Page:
Angie bounded out of the cage to meet us, but was a bit timid and more keen to follow the rescue worker. After a short time, offering upturned palm as a gentle greeting to her, Angie decided she quite liked me. We let her run around our feet while we talked through a few things with the staff. Angie’s previous trial had fallen through when she displayed “fear aggression”. Meaning, she growled or snarled when she was frightened. We explained the Bonnie had been somewhat “special needs” as some have termed it, with some post traumatic stress type issues (yep, animals get that too), along with some other small dog type issues, including dental trouble. It was clear to them that we’ve had a lot of time with little dogs.
I filled out the questionnaire the adoption centre uses to check suitability of owners. No problems. The staff thought, with my life being as quiet and as mostly house bound as it is, we could offer Angie a good, quiet home, where she could be allowed to get used to her surroundings without any fear.
The forms were completed, the fees paid, and Angie exited the building with us, carried by me! She looked a little uncertain, but not too much. In the car she promptly buried her head in under my arm, showing more signs of uncertainty. She remained that way on the short drive home. Until, when we pulled into our driveway, the little tan and white head popped up and the ears pricked up. She knew this was our place.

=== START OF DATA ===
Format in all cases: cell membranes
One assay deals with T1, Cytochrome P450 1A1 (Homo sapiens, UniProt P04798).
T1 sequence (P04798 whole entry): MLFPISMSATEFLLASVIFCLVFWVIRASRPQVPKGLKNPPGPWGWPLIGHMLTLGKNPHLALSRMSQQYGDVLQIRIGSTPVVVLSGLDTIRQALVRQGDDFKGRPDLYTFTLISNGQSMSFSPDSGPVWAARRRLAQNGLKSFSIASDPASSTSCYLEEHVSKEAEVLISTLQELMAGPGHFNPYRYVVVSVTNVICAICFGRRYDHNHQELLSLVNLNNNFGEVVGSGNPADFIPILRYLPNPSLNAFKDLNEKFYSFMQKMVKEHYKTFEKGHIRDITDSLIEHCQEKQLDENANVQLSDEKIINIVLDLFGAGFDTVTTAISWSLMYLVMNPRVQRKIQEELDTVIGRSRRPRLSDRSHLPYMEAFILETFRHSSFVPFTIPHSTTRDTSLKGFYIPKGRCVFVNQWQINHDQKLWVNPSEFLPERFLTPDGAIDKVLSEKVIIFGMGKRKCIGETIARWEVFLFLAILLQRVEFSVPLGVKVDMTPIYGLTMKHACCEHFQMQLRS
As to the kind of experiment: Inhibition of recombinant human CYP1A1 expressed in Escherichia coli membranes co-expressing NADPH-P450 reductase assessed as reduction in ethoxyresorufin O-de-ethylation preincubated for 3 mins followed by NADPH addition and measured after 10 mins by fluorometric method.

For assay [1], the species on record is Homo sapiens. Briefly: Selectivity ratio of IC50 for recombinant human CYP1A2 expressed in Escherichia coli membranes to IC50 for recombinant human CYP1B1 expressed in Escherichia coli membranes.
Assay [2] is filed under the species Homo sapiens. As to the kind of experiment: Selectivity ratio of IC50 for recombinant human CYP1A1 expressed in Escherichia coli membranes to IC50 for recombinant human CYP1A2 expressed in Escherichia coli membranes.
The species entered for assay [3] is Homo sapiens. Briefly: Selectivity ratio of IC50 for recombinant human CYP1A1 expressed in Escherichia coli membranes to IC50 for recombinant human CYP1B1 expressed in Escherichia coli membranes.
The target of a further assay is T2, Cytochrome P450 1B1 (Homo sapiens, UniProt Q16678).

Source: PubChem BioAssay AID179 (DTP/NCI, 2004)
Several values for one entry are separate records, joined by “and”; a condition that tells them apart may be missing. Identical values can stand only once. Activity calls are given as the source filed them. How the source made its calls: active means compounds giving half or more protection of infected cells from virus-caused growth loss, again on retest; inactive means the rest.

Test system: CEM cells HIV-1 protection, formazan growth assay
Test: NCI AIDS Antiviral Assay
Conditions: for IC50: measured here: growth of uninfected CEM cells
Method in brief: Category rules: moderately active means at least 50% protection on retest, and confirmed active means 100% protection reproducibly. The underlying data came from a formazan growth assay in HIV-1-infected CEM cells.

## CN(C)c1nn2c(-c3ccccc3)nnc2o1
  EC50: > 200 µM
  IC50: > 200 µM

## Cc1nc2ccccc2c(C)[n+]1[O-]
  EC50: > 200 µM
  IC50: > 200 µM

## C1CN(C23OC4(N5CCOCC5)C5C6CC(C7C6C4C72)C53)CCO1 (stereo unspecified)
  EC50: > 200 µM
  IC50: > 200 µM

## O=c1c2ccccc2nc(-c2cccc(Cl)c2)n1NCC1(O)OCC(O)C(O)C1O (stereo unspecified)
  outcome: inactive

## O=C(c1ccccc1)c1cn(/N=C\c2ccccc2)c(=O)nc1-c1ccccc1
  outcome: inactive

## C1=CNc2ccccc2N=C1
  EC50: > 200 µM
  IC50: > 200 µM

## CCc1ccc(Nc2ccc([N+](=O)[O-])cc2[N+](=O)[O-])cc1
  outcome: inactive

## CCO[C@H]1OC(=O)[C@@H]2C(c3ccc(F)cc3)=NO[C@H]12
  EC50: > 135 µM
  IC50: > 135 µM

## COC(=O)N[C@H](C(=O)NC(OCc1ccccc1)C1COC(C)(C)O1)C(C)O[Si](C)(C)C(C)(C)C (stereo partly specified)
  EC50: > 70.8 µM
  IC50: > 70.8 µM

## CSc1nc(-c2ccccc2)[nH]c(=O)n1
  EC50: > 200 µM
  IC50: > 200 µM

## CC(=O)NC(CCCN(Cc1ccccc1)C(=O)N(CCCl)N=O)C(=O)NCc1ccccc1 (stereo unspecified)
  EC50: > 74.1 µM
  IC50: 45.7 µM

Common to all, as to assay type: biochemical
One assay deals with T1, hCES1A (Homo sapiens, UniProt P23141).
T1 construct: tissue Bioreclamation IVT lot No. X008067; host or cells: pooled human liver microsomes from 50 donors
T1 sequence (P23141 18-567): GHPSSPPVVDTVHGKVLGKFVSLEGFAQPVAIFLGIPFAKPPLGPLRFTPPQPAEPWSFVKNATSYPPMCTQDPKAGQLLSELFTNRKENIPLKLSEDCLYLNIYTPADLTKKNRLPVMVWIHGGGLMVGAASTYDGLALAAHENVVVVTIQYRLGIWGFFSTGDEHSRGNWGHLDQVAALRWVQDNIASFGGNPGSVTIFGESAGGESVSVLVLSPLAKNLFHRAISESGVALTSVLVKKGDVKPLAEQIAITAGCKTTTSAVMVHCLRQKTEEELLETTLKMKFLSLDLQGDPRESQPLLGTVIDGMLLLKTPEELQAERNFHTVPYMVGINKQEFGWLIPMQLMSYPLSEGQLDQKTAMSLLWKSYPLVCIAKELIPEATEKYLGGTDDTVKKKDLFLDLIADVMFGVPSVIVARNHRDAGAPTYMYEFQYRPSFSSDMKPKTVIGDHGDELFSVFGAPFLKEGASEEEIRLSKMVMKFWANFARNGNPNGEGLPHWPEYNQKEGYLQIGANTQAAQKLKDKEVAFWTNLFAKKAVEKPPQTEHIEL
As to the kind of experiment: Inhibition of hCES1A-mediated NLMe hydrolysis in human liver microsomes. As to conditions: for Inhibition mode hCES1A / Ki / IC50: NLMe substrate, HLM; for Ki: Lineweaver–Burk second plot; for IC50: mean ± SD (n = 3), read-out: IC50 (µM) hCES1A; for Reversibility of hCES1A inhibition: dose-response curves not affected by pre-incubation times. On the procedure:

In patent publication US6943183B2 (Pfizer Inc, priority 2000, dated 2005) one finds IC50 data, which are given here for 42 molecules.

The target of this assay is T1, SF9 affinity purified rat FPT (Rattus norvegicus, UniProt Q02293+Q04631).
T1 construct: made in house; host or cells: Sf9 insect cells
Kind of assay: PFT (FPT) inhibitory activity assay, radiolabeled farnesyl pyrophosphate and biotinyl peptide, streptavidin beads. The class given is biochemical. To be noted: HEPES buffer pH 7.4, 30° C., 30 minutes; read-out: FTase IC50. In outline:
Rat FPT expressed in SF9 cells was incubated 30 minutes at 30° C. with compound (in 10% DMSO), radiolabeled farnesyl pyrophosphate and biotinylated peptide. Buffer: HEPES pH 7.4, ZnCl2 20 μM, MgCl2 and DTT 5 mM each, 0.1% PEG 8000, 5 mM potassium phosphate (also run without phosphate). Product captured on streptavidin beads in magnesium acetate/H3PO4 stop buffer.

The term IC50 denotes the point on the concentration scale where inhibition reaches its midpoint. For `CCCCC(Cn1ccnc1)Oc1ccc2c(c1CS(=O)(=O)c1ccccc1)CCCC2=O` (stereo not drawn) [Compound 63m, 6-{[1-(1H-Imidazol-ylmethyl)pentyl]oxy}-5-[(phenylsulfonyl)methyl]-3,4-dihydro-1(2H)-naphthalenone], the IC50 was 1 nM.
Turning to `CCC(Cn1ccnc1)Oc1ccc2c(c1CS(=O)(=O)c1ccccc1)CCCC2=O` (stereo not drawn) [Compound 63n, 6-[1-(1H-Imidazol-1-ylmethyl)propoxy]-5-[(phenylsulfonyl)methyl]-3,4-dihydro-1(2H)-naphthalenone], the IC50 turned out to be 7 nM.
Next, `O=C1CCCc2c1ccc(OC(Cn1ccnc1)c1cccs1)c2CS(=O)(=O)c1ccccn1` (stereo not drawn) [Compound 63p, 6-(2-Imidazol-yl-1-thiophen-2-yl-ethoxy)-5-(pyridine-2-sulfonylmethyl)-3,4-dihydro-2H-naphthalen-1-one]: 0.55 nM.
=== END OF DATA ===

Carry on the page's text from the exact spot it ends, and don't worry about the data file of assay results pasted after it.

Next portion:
Her first moments were spent exploring the yard, and dealing with a slightly nervous tummy. I can’t blame her. It must be strange, if not outright scary for them.
She trotted inside without any hesitation, and then followed be around while I located the water bowl (pink with silver paw print outlines), and dinner bowls. Then, without being asked, she hopped up on the sofa without any second thoughts. Smiles all around here.
We talked about keeping her name as Angie, but, knowing that pets do well with a new name, not least of which is due to it breaking any sad, or bad, past associations with the old name. We threw around a few names. We’d been making a short list for a while. But, Poppy seemed to suit this little monkey perfectly. The name, aside from being perfect for our little girl, also fits with the November anniversary of Armistice Day, or Remembrance Day here in Australia, (also known as Poppy Day elsewhere in the world, I believe.) Poppies are everywhere in November. For obvious reasons. And, having had all three of my little dogs (all girls, through fate, not design), have either been born or adopted in November. Poppy’s adoption date is November 7th, Bonnie’s was November 8th, and Suzy, my first girl, was born on November 25th. Poppy seemed to be the best, and only name for our little adoptee.
As soon as Poppy had had her first feed, she was very comfortable with us, and settle in for a big snooze next to me on the sofa.